The European Commission recently proposed a draft regulation intended to streamline the process for obtaining consent for online tracking on EU websites. Currently, Article 5.3 of Directive 2009/136/EC requires that websites in the EU that engage in passive tracking must obtain affirmative consent before setting non-necessary cookies on users’ computers, as we have written previously. Member State implementation of the so-called “Cookie Directive” varies, but most require companies to have a banner notifying users of cookies. Many then permit inferred consent if a user closes the banner. This banner process has been widely criticized.

Under the proposed regulation, consent can “be expressed by using the appropriate technical settings of a software application enabling access to the internet” i.e., browser settings. The Commission has proposed this change to ease the “overload of consent requests for internet users.” In a press release accompanying the proposal, the EC urged the European Parliament and European Council to act swiftly in considering the regulation. The EC hopes to have the law implemented in tandem with the General Data Protection Regulation (GDPR) in May 2018.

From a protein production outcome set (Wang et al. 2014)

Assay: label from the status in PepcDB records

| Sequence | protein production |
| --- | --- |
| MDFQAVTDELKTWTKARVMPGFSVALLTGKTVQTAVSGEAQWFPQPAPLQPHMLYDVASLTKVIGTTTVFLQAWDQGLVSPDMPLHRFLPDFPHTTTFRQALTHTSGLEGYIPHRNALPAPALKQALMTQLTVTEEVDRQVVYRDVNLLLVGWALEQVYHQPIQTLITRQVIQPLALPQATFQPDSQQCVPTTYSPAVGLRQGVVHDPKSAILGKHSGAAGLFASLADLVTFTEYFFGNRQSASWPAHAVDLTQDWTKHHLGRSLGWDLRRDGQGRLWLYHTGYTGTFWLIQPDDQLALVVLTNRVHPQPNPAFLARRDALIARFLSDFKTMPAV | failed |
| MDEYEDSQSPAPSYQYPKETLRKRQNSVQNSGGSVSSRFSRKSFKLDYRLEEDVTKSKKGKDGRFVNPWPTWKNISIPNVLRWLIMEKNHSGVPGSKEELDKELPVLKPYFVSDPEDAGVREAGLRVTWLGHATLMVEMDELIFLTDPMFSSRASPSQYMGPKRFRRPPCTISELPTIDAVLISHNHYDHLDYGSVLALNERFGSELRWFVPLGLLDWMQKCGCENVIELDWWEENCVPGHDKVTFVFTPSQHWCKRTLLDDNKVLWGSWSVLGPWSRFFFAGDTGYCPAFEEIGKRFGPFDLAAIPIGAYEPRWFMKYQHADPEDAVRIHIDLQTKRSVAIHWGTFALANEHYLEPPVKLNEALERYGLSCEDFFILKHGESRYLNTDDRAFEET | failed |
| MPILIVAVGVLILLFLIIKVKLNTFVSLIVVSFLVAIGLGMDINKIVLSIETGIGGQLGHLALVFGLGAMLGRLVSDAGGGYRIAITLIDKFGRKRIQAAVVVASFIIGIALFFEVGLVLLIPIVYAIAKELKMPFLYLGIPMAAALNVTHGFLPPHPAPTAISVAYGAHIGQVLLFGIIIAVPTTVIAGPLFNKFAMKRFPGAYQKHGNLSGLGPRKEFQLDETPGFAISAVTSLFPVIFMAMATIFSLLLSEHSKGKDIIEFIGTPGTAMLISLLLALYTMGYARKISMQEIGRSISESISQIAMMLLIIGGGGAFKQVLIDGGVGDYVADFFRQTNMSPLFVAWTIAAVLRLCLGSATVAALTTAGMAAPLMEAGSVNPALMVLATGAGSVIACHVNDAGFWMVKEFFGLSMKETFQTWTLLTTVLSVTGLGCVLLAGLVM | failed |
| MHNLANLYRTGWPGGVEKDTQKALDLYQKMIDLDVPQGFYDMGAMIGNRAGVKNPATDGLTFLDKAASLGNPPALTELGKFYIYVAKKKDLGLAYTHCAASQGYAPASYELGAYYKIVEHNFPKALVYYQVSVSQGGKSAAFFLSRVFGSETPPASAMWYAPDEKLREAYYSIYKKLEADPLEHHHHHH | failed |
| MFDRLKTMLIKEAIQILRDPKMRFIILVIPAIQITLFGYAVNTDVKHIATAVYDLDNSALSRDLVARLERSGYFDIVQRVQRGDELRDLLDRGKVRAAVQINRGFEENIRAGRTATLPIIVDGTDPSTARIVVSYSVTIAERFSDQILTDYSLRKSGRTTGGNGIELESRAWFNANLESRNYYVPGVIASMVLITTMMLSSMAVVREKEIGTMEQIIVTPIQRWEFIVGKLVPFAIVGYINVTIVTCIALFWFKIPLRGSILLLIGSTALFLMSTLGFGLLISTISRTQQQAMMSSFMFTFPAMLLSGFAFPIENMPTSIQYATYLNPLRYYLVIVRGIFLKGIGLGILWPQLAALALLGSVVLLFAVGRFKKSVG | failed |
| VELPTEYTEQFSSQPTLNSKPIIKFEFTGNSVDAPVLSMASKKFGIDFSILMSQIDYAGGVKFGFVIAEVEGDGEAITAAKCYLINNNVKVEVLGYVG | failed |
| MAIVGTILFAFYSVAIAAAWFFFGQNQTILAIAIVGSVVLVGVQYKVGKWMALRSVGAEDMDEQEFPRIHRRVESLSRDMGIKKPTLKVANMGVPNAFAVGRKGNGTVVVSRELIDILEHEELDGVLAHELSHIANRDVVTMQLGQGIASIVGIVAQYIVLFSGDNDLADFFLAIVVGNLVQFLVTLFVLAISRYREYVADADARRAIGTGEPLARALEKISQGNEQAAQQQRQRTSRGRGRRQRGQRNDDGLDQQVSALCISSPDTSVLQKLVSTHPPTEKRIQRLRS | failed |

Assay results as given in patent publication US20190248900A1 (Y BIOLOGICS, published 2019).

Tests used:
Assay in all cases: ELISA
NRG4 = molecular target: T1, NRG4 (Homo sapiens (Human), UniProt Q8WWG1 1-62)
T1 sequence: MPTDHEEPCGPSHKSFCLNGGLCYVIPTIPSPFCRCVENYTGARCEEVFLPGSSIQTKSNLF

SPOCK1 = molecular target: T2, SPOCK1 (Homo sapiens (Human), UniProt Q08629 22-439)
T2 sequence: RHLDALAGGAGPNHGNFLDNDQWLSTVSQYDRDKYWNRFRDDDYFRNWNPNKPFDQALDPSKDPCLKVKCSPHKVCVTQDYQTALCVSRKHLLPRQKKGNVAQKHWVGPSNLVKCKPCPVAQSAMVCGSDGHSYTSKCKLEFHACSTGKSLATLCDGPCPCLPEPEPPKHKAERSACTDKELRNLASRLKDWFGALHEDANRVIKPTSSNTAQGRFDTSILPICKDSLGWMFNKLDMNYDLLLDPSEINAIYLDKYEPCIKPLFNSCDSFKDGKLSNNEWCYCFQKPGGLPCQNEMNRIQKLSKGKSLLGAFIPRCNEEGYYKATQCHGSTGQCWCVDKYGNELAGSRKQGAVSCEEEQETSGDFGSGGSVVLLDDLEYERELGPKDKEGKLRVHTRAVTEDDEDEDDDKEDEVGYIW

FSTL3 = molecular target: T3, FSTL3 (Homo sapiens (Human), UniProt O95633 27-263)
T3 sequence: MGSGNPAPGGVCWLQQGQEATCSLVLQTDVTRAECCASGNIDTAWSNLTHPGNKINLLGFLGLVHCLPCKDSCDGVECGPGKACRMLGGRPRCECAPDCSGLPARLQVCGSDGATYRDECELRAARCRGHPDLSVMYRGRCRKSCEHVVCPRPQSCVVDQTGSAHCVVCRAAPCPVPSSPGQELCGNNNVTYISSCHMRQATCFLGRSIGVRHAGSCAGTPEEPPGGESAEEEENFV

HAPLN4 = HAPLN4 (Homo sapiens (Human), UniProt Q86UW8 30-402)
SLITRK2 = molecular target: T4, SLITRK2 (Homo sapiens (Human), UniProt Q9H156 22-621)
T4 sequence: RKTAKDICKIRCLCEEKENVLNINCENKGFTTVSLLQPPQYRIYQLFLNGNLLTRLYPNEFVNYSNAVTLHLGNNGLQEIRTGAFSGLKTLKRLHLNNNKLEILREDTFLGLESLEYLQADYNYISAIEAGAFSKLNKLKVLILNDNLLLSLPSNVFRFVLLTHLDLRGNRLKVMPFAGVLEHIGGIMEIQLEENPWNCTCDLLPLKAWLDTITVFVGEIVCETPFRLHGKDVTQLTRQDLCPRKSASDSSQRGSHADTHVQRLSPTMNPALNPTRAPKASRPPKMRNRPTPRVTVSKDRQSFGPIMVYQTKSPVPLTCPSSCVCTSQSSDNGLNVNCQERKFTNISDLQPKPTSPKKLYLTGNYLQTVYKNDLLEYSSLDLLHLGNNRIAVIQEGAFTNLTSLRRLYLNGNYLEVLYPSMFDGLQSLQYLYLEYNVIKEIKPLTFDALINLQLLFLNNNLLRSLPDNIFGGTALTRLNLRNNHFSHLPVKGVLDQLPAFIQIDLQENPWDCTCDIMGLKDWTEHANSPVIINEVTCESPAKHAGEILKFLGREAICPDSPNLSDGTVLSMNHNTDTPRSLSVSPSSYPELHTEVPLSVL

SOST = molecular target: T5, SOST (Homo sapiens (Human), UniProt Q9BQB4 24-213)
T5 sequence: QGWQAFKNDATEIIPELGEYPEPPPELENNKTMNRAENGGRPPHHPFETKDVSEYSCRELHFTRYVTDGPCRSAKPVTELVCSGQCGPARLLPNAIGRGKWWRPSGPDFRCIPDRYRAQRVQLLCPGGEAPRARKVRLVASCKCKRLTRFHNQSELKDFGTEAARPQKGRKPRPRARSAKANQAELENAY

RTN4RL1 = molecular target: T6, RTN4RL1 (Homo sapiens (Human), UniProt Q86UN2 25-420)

TIP: Until the regulation passes and goes into effect, banners remain the default for cookie consent in European Member States. Post-May 2018 this regulation might ease the burden on companies, who may now want to begin exploring whether their websites are set up to respect user’s cookie-related browser settings.